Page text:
In February, Ixodia Track can display the typical dry heathland, but there are still many worthwhile features to observe.
Firstly there are many grasses and sedges which form a significant portion of the bushland, and these include Austodonthonia species – the Wallaby Grasses of which there are many. Numerous sedges are included also e.g. Schoenus breviculinis – Matted Bog Sedge, which is a ground hugging species, with a soft feel. Along black Wattle Track, near a small dam, there is Gahnia radula – Thatch Saw-Sedge, and Juncus pallidus – Tall Rushes.
Along both tracks Heteronympha merope merope – Common Brown Butterfly was seen. It’s possible that these were females, as they are larger than the male, and are seen towards the end of summer. They are widely distributed throughout Australia. The females drop their eggs among long grass, often close to tree trunks. Also seen on Ixodia Track was a damaged specimen of the family Agaristidae (Day Moths).
These are medium sized moths, with clubbed antennae. They are usually brightly coloured, black and orange dominating (and can have cream bands and markings). They fly rapidly during the day and often feed on flowers. In high temperatures they may be found resting on tree trunks in shade.
On reaching Black Wattle Track the added moisture as run-off from the Great Ocean Road contributes valuably to the flora which is generally stronger and coping well during these dry periods. The beautiful Banksia marginata – Silver Banksia was seen with a number of flowers cones of different ages and colours.
The dark green foliage on the upper surface is a great foil for the greenish pale yellow and russet cones. The under surface of the leaves is pale, hence the name ‘Silver’ Banksia.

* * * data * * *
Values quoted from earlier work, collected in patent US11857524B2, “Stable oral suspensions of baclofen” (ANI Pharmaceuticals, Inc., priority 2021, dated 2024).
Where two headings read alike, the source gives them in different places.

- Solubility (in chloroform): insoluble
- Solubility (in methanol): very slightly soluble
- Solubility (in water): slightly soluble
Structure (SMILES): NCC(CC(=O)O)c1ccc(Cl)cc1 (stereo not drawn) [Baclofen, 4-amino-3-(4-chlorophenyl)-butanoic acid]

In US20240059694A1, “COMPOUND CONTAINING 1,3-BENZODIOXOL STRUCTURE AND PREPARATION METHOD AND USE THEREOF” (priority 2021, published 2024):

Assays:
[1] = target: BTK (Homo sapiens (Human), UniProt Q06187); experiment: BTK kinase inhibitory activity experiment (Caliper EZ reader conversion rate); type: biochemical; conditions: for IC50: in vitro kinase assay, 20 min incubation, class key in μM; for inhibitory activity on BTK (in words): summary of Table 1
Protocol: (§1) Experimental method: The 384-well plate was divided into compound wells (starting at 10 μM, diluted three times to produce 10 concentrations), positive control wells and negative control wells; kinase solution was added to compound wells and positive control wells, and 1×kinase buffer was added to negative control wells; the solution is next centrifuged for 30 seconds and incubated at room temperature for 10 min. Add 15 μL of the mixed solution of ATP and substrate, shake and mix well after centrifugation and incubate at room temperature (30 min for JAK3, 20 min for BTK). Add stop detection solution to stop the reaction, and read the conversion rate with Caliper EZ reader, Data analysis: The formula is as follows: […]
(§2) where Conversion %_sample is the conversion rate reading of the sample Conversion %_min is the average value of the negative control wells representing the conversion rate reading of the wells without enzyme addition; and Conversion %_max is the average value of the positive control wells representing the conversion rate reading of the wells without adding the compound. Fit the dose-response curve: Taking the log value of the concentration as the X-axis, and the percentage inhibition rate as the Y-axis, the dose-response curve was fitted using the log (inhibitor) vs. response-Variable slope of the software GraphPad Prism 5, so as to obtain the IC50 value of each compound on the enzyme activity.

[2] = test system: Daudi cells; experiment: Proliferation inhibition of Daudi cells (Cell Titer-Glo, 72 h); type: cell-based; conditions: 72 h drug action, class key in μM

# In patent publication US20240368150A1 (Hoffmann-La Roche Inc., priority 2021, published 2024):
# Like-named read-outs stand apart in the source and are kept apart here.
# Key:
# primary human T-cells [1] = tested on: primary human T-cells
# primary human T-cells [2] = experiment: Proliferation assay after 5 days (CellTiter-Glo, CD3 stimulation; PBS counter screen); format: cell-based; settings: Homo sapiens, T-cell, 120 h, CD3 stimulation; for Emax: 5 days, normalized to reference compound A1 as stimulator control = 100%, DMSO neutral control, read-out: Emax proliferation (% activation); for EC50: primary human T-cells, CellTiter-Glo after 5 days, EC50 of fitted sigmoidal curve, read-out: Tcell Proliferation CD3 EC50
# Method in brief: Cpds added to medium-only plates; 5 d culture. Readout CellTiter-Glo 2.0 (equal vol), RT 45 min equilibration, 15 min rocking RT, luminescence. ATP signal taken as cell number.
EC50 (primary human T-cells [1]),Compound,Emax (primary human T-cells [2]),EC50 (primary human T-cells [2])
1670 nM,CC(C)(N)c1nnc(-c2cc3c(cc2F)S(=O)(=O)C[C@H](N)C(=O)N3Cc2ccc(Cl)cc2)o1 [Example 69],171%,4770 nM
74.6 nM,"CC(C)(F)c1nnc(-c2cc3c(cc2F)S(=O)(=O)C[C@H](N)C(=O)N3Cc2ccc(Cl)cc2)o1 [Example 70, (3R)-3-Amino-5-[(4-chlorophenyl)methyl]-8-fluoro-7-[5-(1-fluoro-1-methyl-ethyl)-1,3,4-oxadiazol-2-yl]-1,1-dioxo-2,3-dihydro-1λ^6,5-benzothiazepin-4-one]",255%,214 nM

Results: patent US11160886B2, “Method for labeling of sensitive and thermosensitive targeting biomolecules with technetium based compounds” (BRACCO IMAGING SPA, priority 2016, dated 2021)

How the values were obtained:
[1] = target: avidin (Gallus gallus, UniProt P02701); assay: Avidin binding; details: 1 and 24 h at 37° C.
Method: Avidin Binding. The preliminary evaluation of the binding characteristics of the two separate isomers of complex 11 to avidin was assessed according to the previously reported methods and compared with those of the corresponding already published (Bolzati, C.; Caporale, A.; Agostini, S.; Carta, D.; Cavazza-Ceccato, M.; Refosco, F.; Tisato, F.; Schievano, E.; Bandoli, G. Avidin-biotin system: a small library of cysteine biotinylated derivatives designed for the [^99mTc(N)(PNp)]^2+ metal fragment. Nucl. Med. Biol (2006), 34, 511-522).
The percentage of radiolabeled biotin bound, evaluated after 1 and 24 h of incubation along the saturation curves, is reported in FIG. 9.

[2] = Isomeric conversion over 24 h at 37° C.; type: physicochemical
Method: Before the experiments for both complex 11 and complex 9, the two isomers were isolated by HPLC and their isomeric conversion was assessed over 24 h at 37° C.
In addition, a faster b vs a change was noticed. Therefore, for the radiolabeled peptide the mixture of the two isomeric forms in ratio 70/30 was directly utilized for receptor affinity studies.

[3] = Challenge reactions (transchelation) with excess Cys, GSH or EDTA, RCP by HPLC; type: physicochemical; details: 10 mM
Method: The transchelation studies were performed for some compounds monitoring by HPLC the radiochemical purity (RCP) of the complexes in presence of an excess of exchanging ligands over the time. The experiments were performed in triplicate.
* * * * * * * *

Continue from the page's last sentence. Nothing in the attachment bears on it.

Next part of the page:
Further down the track were seen lovely specimens of Ixodia archillaeoides subsp. alata – Ixodia.
They flower late in summer in clusters at the end of the flower stems. They are made up of snowy white papery bracts and a centre (in young flowers which are creamy-yellow tubular florets) which is brownish as the flower ages. They have bright green narrow leaves about 8 cm long, which alternate along the stem.
Further along the track a specimen of Eucalyptus literalis – Anglesea Grey-gum was seen. There were still a few fresh flowers of a creamy colour, one with the cap still intact.
The flower heads usually have 7 buds, and are attached to a broadly flattened strap-like strongly ribbed stalk (peduncle) up to 2.5 cm long. The long tapering leaves can be 18-35 cm. In 2005 the Anglesea Grey-gum was recognised as a species in its own right.
Lastly, two examples of parasitic plants, which are found in the heathland/woodland are the dodder-laurels.
They are perennial herbs that twine and smother small shrubs and trees. At maturity they become rootless and attach to the host plant with sucker-like pads. Through penetrating of the host’s tissues the dodder obtains some of its nutritional requirements, and also makes some of its own food like other plants. The leaves are small scale-like; the flowers are also small. The fruits are berry-like and are attractive to birds, thus aiding the spread of the dodders throughout the bush.
Cassytha glabella forma dispar – Slender Dodder-laurel has smooth white flowers.
Cassytha melantha – Course Dodder-laurel is a strong rapidly growing parasite which can eventually impair or even kill its host plant. The globular fruit is smooth and pale green, which blackens as the fruit ages.
When walking these tracks enjoy the great diversity of this very special district, Happy rambling.
Photographer: Neil Tucker